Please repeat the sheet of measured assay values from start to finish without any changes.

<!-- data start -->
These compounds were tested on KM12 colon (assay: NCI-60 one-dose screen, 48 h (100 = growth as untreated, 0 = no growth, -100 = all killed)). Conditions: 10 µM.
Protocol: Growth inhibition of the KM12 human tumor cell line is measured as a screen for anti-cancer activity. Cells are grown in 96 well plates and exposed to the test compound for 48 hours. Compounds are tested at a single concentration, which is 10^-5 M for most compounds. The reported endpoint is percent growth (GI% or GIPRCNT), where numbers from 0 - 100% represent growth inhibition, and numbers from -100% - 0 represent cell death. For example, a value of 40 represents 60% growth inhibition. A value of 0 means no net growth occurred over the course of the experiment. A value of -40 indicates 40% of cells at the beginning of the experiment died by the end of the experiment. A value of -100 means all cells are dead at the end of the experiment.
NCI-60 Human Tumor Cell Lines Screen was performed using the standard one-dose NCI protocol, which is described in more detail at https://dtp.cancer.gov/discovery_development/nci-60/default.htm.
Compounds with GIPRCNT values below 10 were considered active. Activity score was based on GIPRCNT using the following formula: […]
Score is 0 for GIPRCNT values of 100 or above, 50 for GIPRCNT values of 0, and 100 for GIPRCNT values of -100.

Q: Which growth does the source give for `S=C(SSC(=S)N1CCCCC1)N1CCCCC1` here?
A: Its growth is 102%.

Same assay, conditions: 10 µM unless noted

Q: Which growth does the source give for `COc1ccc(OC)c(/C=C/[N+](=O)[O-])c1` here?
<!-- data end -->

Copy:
These compounds were tested on KM12 colon (assay: NCI-60 one-dose screen, 48 h (100 = growth as untreated, 0 = no growth, -100 = all killed)). Conditions: 10 µM.
Protocol: Growth inhibition of the KM12 human tumor cell line is measured as a screen for anti-cancer activity. Cells are grown in 96 well plates and exposed to the test compound for 48 hours. Compounds are tested at a single concentration, which is 10^-5 M for most compounds. The reported endpoint is percent growth (GI% or GIPRCNT), where numbers from 0 - 100% represent growth inhibition, and numbers from -100% - 0 represent cell death. For example, a value of 40 represents 60% growth inhibition. A value of 0 means no net growth occurred over the course of the experiment. A value of -40 indicates 40% of cells at the beginning of the experiment died by the end of the experiment. A value of -100 means all cells are dead at the end of the experiment.
NCI-60 Human Tumor Cell Lines Screen was performed using the standard one-dose NCI protocol, which is described in more detail at https://dtp.cancer.gov/discovery_development/nci-60/default.htm.
Compounds with GIPRCNT values below 10 were considered active. Activity score was based on GIPRCNT using the following formula: […]
Score is 0 for GIPRCNT values of 100 or above, 50 for GIPRCNT values of 0, and 100 for GIPRCNT values of -100.

Q: Which growth does the source give for `S=C(SSC(=S)N1CCCCC1)N1CCCCC1` here?
A: Its growth is 102%.

Same assay, conditions: 10 µM unless noted

Q: Which growth does the source give for `COc1ccc(OC)c(/C=C/[N+](=O)[O-])c1` here?